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Tuesday, April 1, 2008

Veteran’s new home was community effort

By Eliza Hallabeck
Special to the Register
NEW HAVEN
—For Renee Wells, becoming a first-time homeowner was a community event.
And Monday marked an exciting day for Wells and the community, as the ribbon was cut for her new house on Kossuth Street.
As its first home ownership project and development in the city, Common Ground Community sponsored the event to celebrate Wells’ achievement of purchasing the house on March 25.
The project was a combined effort by Common Ground Community, the Yale University School of Architecture and the Veterans Affairs Connecticut Healthcare System in West Haven.
“Being on the first floor is new for me,” said Wells, who has difficulty walking due to pain from fibromyalgia and shortness of breath. Wells is a U.S. Army veteran who served in the Gulf War, and a single mother of two children, Megan, 9 and Kenny, 10.
“I can’t believe a few people could make this so beautiful,” said Megan. “Unbelievable.”
Nancy Macmillan, director of Housing Development for Connecticut for Common Ground, it was important to “make sure the house was ADA approved and physically handicap accessible.”
Macmillan led the opening for the morning, expressing gratitude to the many people and organizations involved in the project.
The city sold the land for the project, and Greater New Haven Community Loan Fund provided construction financing.
This community and this project “recognizes that people come from very different parts of their lives,” said Mayor John DeStefano Jr.
The house has a rental unit on the top floor with one bedroom and one bathroom. The first floor has three bedrooms and two bathrooms for Wells’ family. Wells owns the entire building, and will be able to rent the upstairs unit for a further benefit to her income.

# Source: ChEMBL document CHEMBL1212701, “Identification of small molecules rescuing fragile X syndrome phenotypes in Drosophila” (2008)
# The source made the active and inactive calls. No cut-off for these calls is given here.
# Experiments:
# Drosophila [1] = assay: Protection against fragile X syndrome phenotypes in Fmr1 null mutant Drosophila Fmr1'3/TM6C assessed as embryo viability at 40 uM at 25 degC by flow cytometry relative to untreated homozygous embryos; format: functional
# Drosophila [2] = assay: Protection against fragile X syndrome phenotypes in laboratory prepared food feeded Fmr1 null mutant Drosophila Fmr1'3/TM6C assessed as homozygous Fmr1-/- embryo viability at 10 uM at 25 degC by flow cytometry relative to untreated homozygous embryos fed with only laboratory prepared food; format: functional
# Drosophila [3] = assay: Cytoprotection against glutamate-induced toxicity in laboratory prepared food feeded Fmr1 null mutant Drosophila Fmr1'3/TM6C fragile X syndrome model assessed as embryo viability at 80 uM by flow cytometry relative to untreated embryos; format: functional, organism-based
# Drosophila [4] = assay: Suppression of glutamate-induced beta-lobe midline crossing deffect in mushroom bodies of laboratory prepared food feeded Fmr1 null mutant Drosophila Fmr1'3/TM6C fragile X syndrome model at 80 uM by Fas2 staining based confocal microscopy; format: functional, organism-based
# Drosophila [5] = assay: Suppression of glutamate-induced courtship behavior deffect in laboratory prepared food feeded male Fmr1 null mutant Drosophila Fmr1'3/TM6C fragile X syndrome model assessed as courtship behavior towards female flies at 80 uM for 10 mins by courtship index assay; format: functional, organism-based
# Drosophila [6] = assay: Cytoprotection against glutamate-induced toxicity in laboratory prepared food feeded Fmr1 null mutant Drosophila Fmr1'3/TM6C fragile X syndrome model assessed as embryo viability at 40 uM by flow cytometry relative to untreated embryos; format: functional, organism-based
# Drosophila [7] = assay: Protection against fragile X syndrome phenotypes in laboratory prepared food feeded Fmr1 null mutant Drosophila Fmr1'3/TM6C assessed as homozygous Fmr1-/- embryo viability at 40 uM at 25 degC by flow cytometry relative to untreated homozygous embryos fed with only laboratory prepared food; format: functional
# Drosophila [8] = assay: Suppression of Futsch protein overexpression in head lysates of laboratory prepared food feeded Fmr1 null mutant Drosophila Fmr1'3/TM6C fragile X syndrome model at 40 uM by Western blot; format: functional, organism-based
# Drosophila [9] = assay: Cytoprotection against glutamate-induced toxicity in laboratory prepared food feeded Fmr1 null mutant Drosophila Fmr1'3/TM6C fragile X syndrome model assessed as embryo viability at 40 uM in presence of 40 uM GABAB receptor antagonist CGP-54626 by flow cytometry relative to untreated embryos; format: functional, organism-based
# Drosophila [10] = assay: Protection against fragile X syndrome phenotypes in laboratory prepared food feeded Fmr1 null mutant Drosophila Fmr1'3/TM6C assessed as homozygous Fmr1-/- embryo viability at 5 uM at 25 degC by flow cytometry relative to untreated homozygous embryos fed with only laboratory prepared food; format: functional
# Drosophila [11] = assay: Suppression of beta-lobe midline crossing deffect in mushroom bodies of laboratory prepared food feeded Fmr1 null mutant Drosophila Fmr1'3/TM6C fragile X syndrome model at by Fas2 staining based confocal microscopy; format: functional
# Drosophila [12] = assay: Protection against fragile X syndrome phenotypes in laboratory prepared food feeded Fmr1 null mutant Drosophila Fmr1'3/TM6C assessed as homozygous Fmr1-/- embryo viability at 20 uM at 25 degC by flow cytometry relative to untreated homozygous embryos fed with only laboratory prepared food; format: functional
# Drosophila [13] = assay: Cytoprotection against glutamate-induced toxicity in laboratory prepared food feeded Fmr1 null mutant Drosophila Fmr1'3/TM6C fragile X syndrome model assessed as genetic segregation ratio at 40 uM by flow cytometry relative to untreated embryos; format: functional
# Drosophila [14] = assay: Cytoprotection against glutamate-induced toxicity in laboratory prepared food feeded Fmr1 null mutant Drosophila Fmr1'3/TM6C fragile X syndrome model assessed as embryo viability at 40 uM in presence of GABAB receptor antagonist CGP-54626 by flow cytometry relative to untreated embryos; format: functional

Macmillan said Common Ground Community wanted to do the project because there is a need in the area, and the agency’s offices are based out of New Haven, she said.
“We wanted to collaborate with the city and with Yale,” said Macmillan.
The building has 17 corners, said professor Adam Hopfner of the Yale School of Architecture and the director of the building project. He said the number of corners is very different from the normal number of four.
“This truly was an amazing collaboration,” said Hopfner.
Just over 50 first-year graduate students from Yale University worked together on designing and building the home. The many donations the home was afforded included a $30,000 lighting system provided by Sunlight Solar Energy.
The construction was finished and first celebrated by Yale University in September.
Kenny and Megan said they are excited to move in next month, because Kenny’s birthday is around the same time. The moving date has been postponed due to complications in the children’s school schedule.
Kenny said he is impressed by the entire house and he plans to ride his bike in the backyard.
“It’s pretty cool,” Kenny said.
Megan said they had no trouble deciding on rooms.
“I always sleep closest to my mom,” Megan said, “because I worry about her. She is my life.”
Eliza Hallabeck is a New Haven Register intern.

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